Steelers vs. Bengals: Pittsburgh Faces Crucial Turning Point in Week 7 Matchup

Mike BatistaContributor IOctober 20, 2012

Antonio Brown and the Steelers will try to point their season in a different direction Sunday night.
Antonio Brown and the Steelers will try to point their season in a different direction Sunday night.Joe Robbins/Getty Images

The Pittsburgh Steelers take their 2-3 record to Cincinnati this weekend to face the Bengals on Sunday Night Football.

Many are concerned that the Steelers' 2012 season is turning into 2009 all over again.

That 2009 campaign, remembered mostly for the five-game losing streak that torpedoed the Steelers' season, is seared into the memory of anyone who's waved a Terrible Towel.

The Steelers lost to supposedly inferior opponents. They blew fourth-quarter leads.They dropped interceptions that could have sealed wins in games they eventually lost.

Sound familiar?


No one can blame Steelers fans this season for fearing a 2009 redux, especially with the common theme of a Troy Polamalu injury. However, it could be worse.

How much worse?

Try 2006.

At least the 2009 Steelers started the season 6-2. The Steelers started 6-2 every year from 2007 through 2011. That means, at 2-3, the Steelers are off to their worst start since 2006.

It's only Week 7, of course. No one really knows what direction the Steelers will go in 2012. However, the Steelers can accomplish one thing with a win over the Bengals Sunday night.

They can improve to 3-3 and stop following the trajectory of the 2006 Steelers.

Comparing 2006 and 2009 might be like comparing the Titanic and the Hindenburg, but there are differences.

At least in 2009, the Steelers finished with a winning record (9-7) and remained in playoff contention into the final week of the season.

The 2006 Steelers were knocked out of the playoff race in the second-to-last week of the season. After starting 2-6, the Steelers rallied to finish 8-8 that year, but it wasn't enough to get them into the playoffs.

The 2009 Steelers could have made the playoffs by hanging on to just one more pass, either from their own quarterback or an opposing quarterback.

The 2006 Steelers didn't come nearly that close, and this year's team is playing with a carelessness similar to the 2006 edition.

In Week 3 of the 2006 season, the Steelers lost at home, 28-20, to the Bengals to fall to 1-2. The Bengals took the lead in the fourth quarter with a touchdown immediately after the Steelers muffed a punt deep in their own territory. Then the Bengals added to the lead with a touchdown after a Steelers fumble.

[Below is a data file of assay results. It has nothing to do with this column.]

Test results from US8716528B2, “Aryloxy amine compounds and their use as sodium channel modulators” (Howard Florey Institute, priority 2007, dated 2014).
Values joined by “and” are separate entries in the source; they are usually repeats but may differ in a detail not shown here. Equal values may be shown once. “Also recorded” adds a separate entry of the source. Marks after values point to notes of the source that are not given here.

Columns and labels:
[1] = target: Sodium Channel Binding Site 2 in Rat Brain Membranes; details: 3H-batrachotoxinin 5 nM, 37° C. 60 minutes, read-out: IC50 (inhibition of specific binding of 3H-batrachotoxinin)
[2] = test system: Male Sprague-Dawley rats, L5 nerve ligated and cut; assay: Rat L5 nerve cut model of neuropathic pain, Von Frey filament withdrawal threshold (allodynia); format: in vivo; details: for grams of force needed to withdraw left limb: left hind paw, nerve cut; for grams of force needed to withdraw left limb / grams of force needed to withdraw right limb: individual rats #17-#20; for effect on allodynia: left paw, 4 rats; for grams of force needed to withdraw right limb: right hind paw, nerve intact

That ugly loss dropped the 2006 Steelers to 1-2 and they had two weeks to stew about it with their Week 4 bye.

Replace "2006" with "2012" in the previous sentence and it's still true.


The Steelers hit rock bottom in 2006 when they fumbled six times, losing three of them, in a 31-20 loss to the Denver Broncos at Heinz Field.

One of those fumbles came when Hines Ward caught a pass at the Broncos' 1-yard line with two minutes to go. Instead of scoring a touchdown, cutting the Broncos' lead to four and setting up an onside kick, Ward fumbled. Denver recovered, closed out the game and the Steelers fell to 2-6.

A lot more has to go wrong this season for the Steelers to slide to 2-6, but the 2006 parallels are there with the special teams gaffe in Tennessee and the two fumbles in Oakland.

It might seem quite useless to look at the past as a guide to predict what might happen this season. Over the last decade or so, however, the Steelers have followed a pattern that has made for an interesting study.


There have been the five consecutive 6-2 starts in Mike Tomlin's first five years as coach. There have been the missed playoff seasons every third year since the turn of the century.

No one will remember that the Steelers failed to start 6-2 if they can buck the latter trend and make the playoffs for the third straight year.

If they beat the Bengals Sunday night, it would be a step in the right direction.

If they lose, the prospects of 2009 all over again would go from a fear to a hope, because the Steelers would have a long way to go to get to within one dropped ball from the playoffs.